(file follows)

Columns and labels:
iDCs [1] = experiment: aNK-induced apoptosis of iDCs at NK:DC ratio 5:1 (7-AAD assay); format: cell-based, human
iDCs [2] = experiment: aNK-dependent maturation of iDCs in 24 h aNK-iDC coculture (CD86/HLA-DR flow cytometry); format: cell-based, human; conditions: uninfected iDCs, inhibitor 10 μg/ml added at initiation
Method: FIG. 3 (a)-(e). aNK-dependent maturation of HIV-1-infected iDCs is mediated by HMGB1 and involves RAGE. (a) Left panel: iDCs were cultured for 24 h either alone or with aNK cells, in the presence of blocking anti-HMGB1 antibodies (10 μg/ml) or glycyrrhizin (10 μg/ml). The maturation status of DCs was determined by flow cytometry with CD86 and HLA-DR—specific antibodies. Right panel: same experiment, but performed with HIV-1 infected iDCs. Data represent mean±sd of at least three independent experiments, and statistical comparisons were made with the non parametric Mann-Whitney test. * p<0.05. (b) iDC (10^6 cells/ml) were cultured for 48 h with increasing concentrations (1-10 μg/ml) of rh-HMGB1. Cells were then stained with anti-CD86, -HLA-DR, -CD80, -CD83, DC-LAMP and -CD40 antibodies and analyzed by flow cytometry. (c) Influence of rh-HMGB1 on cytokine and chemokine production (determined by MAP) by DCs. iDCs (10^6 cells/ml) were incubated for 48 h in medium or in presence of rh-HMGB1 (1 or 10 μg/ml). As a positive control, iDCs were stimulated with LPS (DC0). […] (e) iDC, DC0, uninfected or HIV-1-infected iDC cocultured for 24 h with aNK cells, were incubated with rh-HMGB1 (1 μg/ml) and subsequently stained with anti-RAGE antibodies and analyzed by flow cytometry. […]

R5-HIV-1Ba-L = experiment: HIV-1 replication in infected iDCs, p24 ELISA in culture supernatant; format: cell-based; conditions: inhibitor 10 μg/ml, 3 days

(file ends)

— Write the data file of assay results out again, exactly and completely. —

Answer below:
Columns and labels:
iDCs [1] = experiment: aNK-induced apoptosis of iDCs at NK:DC ratio 5:1 (7-AAD assay); format: cell-based, human
iDCs [2] = experiment: aNK-dependent maturation of iDCs in 24 h aNK-iDC coculture (CD86/HLA-DR flow cytometry); format: cell-based, human; conditions: uninfected iDCs, inhibitor 10 μg/ml added at initiation
Method: FIG. 3 (a)-(e). aNK-dependent maturation of HIV-1-infected iDCs is mediated by HMGB1 and involves RAGE. (a) Left panel: iDCs were cultured for 24 h either alone or with aNK cells, in the presence of blocking anti-HMGB1 antibodies (10 μg/ml) or glycyrrhizin (10 μg/ml). The maturation status of DCs was determined by flow cytometry with CD86 and HLA-DR—specific antibodies. Right panel: same experiment, but performed with HIV-1 infected iDCs. Data represent mean±sd of at least three independent experiments, and statistical comparisons were made with the non parametric Mann-Whitney test. * p<0.05. (b) iDC (10^6 cells/ml) were cultured for 48 h with increasing concentrations (1-10 μg/ml) of rh-HMGB1. Cells were then stained with anti-CD86, -HLA-DR, -CD80, -CD83, DC-LAMP and -CD40 antibodies and analyzed by flow cytometry. (c) Influence of rh-HMGB1 on cytokine and chemokine production (determined by MAP) by DCs. iDCs (10^6 cells/ml) were incubated for 48 h in medium or in presence of rh-HMGB1 (1 or 10 μg/ml). As a positive control, iDCs were stimulated with LPS (DC0). […] (e) iDC, DC0, uninfected or HIV-1-infected iDC cocultured for 24 h with aNK cells, were incubated with rh-HMGB1 (1 μg/ml) and subsequently stained with anti-RAGE antibodies and analyzed by flow cytometry. […]

R5-HIV-1Ba-L = experiment: HIV-1 replication in infected iDCs, p24 ELISA in culture supernatant; format: cell-based; conditions: inhibitor 10 μg/ml, 3 days